Betta Fish: The Ultimate Guide

Chances you, you’ve seen beautiful betta fish swimming around small cups in pet stores and wondered whether or not they’d make great pets, either for yourself or for your kids.

They’re a freshwater fish native to Southeast Asia, nicknamed the Siamese fighting fish due to their feisty nature. Due to their popularity, you can find them swimming happily in homes around the world.

While they are an aggressive fish, betta fish can make excellent pets for the right people. However, they require specific care to keep them happy, healthy, and living for as long as possible.

An introduction to “Siamese fighting fish”

Two betta fish swimming.

Betta fish are commonly known as Siamese fishing fish, but their scientific name is Betta splendens. They’re a labyrinth fish, which means they have a special labyrinth organ that allows them to breathe air.

There are many different classifications of betta fish. Think of these like cousins. They including betta splendens (which we’ve already mentioned) betta imbellis, betta mahachaiensis, betta macrostoma, and more. The ones you see in the pet store, however, are betta splendens (also known as siamese fighting fish).

Bettas are known for their playful personalities and beautiful colorings. They love to swim around their tanks and can even recognize different people and form connections with those who feed them.

Betta fish have a reputation for being an aggressive fish, but with proper care in a tank, they won’t be aggressive towards you. They tend to become aggressive if they feel threatened. If they don’t particularly like someone, they’ll usually resort to hiding.

Here are a few more facts about betta fish:

  1. Bettas have slender bodies, large eyes, and a pointed snout.
  2. They are born live but usually die within a few days of being caught as adult fish due to stress from being captured or from poor water conditions.
  3. Bettas can get up to eight inches long and feed on insects, small fish, and even micro-organisms in their aquatic environment.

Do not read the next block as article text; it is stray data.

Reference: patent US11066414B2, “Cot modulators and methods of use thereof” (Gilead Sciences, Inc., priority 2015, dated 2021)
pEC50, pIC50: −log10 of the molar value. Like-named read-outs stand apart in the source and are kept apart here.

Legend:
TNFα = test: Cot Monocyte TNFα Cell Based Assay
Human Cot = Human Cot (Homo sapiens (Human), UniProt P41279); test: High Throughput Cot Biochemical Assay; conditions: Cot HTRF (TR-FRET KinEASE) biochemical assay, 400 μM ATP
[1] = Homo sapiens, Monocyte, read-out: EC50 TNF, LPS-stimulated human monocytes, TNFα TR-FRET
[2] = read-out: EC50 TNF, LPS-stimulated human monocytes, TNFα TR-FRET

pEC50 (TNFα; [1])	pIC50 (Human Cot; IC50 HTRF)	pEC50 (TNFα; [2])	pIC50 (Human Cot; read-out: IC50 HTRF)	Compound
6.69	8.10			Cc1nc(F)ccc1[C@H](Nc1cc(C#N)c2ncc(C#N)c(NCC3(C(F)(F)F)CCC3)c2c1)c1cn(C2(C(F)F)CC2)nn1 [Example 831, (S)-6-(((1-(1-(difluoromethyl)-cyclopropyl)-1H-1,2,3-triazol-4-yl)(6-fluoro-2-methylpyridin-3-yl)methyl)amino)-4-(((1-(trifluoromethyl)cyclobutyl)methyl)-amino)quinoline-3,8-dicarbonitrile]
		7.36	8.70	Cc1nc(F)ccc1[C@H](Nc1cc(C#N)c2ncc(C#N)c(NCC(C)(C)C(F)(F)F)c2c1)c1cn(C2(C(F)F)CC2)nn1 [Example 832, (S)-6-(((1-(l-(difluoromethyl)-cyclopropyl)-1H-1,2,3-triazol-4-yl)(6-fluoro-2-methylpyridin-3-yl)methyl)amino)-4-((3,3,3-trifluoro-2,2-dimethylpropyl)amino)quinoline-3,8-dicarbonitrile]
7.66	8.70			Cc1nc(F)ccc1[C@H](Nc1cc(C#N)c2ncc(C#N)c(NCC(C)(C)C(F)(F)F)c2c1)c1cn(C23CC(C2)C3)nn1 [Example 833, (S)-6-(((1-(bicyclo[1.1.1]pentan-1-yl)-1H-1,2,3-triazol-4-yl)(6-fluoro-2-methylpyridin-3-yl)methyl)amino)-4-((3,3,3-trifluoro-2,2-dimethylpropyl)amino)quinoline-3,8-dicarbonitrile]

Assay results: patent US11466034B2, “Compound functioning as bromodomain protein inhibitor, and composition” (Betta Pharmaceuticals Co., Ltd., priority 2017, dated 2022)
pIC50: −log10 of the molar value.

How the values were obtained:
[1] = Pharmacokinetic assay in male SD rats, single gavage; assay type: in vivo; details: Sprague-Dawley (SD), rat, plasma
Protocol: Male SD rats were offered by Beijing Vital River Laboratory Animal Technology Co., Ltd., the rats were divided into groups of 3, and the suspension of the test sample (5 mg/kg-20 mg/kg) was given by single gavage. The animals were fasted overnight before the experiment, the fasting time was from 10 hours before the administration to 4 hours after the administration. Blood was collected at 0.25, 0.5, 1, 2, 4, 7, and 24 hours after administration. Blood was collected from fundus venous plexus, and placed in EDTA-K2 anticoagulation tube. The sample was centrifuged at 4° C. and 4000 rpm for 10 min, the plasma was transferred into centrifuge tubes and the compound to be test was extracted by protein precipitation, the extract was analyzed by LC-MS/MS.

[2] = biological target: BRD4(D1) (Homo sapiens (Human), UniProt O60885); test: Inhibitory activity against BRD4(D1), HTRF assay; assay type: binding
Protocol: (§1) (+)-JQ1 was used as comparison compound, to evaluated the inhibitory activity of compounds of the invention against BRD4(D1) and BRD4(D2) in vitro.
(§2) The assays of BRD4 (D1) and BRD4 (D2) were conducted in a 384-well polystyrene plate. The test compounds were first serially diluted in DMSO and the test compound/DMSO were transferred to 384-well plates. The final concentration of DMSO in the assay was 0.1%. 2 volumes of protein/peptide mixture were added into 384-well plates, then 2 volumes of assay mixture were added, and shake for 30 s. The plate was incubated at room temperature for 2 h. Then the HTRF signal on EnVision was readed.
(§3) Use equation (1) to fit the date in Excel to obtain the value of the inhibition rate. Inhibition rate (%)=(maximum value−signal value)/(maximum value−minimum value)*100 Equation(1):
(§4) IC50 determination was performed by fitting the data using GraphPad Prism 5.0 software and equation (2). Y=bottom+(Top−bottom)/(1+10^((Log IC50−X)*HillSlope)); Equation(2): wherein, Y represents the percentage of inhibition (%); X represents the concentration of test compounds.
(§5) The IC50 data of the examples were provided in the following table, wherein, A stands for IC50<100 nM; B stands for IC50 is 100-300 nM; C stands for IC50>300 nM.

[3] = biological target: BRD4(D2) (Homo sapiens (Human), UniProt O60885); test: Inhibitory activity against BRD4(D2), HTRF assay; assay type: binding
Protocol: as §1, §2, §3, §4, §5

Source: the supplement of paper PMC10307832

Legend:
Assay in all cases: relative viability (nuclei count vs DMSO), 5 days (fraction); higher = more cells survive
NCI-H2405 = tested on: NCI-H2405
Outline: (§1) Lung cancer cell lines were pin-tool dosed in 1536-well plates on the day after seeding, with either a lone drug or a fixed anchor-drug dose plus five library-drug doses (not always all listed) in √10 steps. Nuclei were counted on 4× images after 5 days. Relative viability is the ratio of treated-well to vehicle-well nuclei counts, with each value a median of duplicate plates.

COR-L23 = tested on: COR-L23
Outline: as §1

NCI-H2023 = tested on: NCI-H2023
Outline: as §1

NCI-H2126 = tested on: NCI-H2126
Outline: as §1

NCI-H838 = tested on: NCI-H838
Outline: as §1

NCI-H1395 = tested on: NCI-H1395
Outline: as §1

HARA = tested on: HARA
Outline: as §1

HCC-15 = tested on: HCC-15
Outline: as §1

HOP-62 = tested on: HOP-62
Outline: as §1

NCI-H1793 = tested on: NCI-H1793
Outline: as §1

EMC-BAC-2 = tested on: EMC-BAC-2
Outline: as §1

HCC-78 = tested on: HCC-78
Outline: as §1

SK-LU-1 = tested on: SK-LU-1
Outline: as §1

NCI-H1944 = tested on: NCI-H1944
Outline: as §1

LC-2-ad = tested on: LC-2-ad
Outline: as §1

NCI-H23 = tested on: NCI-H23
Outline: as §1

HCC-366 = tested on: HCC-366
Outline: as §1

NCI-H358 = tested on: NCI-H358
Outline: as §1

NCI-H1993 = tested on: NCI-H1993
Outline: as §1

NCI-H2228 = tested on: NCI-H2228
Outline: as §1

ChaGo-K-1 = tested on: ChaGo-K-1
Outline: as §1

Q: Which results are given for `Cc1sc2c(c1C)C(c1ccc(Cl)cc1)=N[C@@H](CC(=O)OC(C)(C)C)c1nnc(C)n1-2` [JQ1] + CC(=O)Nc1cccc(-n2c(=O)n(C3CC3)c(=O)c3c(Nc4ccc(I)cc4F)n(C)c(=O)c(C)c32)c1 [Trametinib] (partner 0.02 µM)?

4. Bettas reproduce rapidly; some species can produce hundreds of fry in a single batch of eggs.

Are bettas a beginner fish?

Some people think betta fish make great pets for beginners or small children. However, I want to caution this line of thinking.

Betta fish need proper care and shouldn’t be given to children who will neglect, taunt, or tease them. Or in worst case scenarios, make them fight. Not only is this bad for the betta fish, it’s cruel and inhumane.

If you wish to get your child a pet betta fish, it’s important you teach your child how to properly care for their fish and that you keep an eye on the betta fish to make sure they are getting proper care.

Despite being small, betta fish as pets are no different than dogs, cats, or rabbits.

Types of betta fish

People are always surprised to find out that there are many different types of betta fish, and many more continue to come into existence as people breed different types (yes, people breed betta fish just as they do other animals).

Two different types are the halfmoon betta and the peaceful betta.

Halfmoon betta (betta splendens)

Picture of orange and blue halfmoon betta fish.

Halfmoon bettas are part of the betta splenden family and are usually the types of betta fish you see swimming in pet stores.

The halfmoon betta is one of the most popular types of betta fish because it has a beautiful design that makes its tail look like a half-moon.

Halfmoon Bettas are usually quite peaceful and loving pets, but they can be aggressive if they feel threatened or if their territory is invaded. They can live in tanks with specific tank mates, like cory catfish.

Peaceful betta (betta imbellis)

Small green and black fish.

Peaceful bettas belong to the betta imbellis family and are cousins to the betta splenden. Although they have the word “peaceful” in their name, Peaceful bettas are still a slightly aggressive fish, but not as much as the halfmoon betta. Like other betta fish, two males cannot live together.

Tank mates for betta fish

Betta fish are social creatures and need companionship in order to feel happy.

While there are many types of fish that can be kept with a betta, it’s important to find one that is compatible—both in temperament and size—before adding them to the aquarium.

The best tank mates for betta fish are those that are similar in size and behavior. This means that you should avoid keeping any type of fish with a betta that is smaller or more aggressive than it. It is also important to make sure that the other fish have adequate filtration and drainage capabilities as betta fish can be finicky about their water conditions.

There are many different types of tank mates for betta fish, so it is important to choose the right one for your specific set-up. Some of the best tank mates for bettas include:

  • Small corydoras
  • Nerite snails
  • Ghost shrimp
  • Cherry shrimp
  • Dwarf gouramis
  • Other small peaceful fish like guppies

Make sure to research which type of fish is compatible with your betta before adding them to your tank!

If you’re new to owning a betta fish, it’s best to keep them in a tank by themselves at first. Once you know your betta’s personality, you can start introducing him or her to other fish in the tank.

Betta fish care